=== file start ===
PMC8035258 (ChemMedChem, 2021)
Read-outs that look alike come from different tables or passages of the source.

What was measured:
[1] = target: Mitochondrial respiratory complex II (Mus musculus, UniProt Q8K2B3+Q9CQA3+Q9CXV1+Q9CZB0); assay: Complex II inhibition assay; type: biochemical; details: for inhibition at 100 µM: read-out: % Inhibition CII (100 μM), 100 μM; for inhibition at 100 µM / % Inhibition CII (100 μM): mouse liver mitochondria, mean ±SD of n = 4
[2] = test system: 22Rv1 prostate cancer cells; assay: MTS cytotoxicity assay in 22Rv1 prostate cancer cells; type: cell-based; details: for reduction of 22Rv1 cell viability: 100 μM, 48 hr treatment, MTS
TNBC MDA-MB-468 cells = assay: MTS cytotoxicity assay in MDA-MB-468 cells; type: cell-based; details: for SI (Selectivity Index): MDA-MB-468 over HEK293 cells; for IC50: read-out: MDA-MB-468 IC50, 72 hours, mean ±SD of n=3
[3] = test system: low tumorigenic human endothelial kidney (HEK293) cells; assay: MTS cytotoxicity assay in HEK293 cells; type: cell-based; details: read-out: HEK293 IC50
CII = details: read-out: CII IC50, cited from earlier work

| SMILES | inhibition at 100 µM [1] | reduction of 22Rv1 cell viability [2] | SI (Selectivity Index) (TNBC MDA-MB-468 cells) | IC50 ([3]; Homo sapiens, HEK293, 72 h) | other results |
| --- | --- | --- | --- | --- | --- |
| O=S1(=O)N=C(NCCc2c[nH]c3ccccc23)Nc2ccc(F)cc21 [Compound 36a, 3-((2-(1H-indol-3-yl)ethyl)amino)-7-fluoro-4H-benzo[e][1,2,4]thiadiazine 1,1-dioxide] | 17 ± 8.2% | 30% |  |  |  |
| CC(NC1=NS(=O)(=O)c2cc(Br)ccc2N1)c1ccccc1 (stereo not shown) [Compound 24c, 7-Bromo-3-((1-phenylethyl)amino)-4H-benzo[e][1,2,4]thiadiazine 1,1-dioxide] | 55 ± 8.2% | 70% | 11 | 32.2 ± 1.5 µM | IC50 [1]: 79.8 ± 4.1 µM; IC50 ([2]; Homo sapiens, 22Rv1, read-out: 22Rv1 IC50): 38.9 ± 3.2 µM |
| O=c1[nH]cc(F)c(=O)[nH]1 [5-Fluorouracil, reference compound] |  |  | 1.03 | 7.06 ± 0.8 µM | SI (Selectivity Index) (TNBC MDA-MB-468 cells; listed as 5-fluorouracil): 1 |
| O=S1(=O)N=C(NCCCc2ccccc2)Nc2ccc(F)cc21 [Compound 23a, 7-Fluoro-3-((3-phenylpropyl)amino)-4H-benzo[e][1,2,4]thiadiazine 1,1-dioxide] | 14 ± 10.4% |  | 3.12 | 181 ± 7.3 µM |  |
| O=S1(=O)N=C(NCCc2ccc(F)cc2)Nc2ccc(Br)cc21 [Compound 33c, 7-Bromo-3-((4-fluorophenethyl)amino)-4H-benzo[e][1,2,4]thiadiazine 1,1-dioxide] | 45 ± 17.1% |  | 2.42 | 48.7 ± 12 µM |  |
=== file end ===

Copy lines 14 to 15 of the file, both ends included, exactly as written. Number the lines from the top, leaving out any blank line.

| O=S1(=O)N=C(NCCCc2ccccc2)Nc2ccc(F)cc21 [Compound 23a, 7-Fluoro-3-((3-phenylpropyl)amino)-4H-benzo[e][1,2,4]thiadiazine 1,1-dioxide] | 14 ± 10.4% |  | 3.12 | 181 ± 7.3 µM |  |
| O=S1(=O)N=C(NCCc2ccc(F)cc2)Nc2ccc(Br)cc21 [Compound 33c, 7-Bromo-3-((4-fluorophenethyl)amino)-4H-benzo[e][1,2,4]thiadiazine 1,1-dioxide] | 45 ± 17.1% |  | 2.42 | 48.7 ± 12 µM |  |